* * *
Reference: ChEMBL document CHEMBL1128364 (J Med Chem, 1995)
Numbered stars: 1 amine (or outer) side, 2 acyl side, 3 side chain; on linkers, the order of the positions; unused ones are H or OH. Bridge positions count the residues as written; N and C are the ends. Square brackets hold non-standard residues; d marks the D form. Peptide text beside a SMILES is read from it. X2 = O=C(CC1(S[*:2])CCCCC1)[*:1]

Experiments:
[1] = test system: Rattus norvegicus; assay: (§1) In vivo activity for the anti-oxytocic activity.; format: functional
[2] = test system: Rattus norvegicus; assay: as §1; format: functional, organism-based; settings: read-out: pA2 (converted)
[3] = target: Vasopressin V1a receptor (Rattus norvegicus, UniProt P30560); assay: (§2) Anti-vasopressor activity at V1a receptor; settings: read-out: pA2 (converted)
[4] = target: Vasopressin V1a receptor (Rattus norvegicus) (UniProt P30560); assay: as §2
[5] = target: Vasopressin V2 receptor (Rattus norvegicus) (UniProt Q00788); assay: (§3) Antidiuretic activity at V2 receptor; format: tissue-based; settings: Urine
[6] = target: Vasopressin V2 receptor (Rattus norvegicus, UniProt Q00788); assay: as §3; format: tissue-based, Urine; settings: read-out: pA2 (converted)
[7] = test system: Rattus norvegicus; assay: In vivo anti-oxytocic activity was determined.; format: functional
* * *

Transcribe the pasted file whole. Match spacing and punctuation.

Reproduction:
Reference: ChEMBL document CHEMBL1128364 (J Med Chem, 1995)
Numbered stars: 1 amine (or outer) side, 2 acyl side, 3 side chain; on linkers, the order of the positions; unused ones are H or OH. Bridge positions count the residues as written; N and C are the ends. Square brackets hold non-standard residues; d marks the D form. Peptide text beside a SMILES is read from it. X2 = O=C(CC1(S[*:2])CCCCC1)[*:1]

Experiments:
[1] = test system: Rattus norvegicus; assay: (§1) In vivo activity for the anti-oxytocic activity.; format: functional
[2] = test system: Rattus norvegicus; assay: as §1; format: functional, organism-based; settings: read-out: pA2 (converted)
[3] = target: Vasopressin V1a receptor (Rattus norvegicus, UniProt P30560); assay: (§2) Anti-vasopressor activity at V1a receptor; settings: read-out: pA2 (converted)
[4] = target: Vasopressin V1a receptor (Rattus norvegicus) (UniProt P30560); assay: as §2
[5] = target: Vasopressin V2 receptor (Rattus norvegicus) (UniProt Q00788); assay: (§3) Antidiuretic activity at V2 receptor; format: tissue-based; settings: Urine
[6] = target: Vasopressin V2 receptor (Rattus norvegicus, UniProt Q00788); assay: as §3; format: tissue-based, Urine; settings: read-out: pA2 (converted)
[7] = test system: Rattus norvegicus; assay: In vivo anti-oxytocic activity was determined.; format: functional